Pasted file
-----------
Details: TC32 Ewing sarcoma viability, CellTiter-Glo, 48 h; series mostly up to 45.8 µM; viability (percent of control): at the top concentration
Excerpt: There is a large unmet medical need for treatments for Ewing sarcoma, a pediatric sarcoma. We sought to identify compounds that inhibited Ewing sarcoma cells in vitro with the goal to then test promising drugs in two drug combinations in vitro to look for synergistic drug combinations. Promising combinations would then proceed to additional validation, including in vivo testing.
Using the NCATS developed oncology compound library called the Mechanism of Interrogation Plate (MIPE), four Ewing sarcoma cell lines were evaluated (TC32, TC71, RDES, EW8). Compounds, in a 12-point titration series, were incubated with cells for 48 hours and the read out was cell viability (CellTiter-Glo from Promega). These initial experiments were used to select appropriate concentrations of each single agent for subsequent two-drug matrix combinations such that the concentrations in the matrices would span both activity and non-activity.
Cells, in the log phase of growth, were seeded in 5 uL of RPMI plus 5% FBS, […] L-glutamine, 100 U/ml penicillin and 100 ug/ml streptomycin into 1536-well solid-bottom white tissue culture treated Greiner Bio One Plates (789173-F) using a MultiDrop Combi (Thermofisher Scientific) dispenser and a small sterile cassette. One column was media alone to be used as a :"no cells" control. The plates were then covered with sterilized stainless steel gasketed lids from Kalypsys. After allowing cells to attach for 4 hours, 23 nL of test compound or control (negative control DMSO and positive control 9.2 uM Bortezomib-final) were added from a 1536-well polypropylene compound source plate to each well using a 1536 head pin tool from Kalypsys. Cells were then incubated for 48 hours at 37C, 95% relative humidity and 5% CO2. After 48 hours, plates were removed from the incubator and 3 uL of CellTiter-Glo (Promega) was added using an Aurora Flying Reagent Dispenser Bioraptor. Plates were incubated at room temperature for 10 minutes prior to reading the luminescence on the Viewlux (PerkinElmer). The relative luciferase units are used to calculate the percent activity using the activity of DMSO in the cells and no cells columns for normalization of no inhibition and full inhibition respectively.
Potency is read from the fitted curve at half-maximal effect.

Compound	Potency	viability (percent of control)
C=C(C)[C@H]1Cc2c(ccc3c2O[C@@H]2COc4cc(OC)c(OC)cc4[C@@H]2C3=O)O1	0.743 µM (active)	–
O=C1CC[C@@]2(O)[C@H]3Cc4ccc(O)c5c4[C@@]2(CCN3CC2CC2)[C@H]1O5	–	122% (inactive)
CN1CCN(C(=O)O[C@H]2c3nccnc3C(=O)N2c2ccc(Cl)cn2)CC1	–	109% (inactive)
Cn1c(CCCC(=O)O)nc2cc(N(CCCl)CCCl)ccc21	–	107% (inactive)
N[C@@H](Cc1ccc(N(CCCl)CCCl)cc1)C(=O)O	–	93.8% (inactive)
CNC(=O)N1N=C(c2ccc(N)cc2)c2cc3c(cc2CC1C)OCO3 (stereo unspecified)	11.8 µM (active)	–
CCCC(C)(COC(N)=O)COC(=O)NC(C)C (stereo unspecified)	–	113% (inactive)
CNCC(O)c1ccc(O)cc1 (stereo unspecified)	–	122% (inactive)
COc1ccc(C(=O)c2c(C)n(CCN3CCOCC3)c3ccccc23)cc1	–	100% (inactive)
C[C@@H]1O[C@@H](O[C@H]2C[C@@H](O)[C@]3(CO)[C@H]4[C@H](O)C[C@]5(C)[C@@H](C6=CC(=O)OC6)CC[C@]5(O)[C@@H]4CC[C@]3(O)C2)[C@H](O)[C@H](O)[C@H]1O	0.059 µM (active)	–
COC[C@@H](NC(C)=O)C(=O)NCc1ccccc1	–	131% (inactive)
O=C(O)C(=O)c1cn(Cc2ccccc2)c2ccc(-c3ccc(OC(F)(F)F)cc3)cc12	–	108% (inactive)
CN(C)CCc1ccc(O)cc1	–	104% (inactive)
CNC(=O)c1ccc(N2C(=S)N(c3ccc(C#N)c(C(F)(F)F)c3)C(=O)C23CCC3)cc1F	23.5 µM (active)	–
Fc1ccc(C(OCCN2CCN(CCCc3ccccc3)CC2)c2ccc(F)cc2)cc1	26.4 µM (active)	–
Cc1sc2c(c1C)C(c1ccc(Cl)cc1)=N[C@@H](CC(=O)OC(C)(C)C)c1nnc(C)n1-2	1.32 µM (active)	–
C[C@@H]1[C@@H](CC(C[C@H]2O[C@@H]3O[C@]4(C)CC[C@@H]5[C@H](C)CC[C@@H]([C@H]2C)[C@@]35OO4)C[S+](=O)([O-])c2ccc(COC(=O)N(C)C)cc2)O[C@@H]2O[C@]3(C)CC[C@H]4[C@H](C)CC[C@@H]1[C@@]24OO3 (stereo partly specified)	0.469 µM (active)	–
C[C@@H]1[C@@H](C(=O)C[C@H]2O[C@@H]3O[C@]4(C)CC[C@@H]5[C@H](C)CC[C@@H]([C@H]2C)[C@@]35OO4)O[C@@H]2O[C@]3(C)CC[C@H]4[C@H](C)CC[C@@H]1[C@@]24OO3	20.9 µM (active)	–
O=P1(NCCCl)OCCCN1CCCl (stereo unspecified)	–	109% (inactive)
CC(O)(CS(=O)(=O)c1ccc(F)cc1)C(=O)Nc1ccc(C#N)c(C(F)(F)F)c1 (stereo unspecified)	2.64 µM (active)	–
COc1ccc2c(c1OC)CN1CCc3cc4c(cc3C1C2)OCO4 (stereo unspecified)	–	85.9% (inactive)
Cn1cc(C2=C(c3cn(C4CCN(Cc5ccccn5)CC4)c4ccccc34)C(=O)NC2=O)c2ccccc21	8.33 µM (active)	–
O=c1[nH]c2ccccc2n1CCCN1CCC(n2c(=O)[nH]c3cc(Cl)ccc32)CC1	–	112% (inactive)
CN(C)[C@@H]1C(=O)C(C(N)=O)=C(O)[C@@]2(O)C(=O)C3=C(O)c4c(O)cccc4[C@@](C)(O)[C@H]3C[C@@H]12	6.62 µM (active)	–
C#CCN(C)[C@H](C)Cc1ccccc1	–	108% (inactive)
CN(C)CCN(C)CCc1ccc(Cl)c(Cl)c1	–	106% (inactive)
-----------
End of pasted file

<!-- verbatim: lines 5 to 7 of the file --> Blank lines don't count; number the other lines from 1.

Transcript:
Potency is read from the fitted curve at half-maximal effect.

Compound	Potency	viability (percent of control)
C=C(C)[C@H]1Cc2c(ccc3c2O[C@@H]2COc4cc(OC)c(OC)cc4[C@@H]2C3=O)O1	0.743 µM (active)	–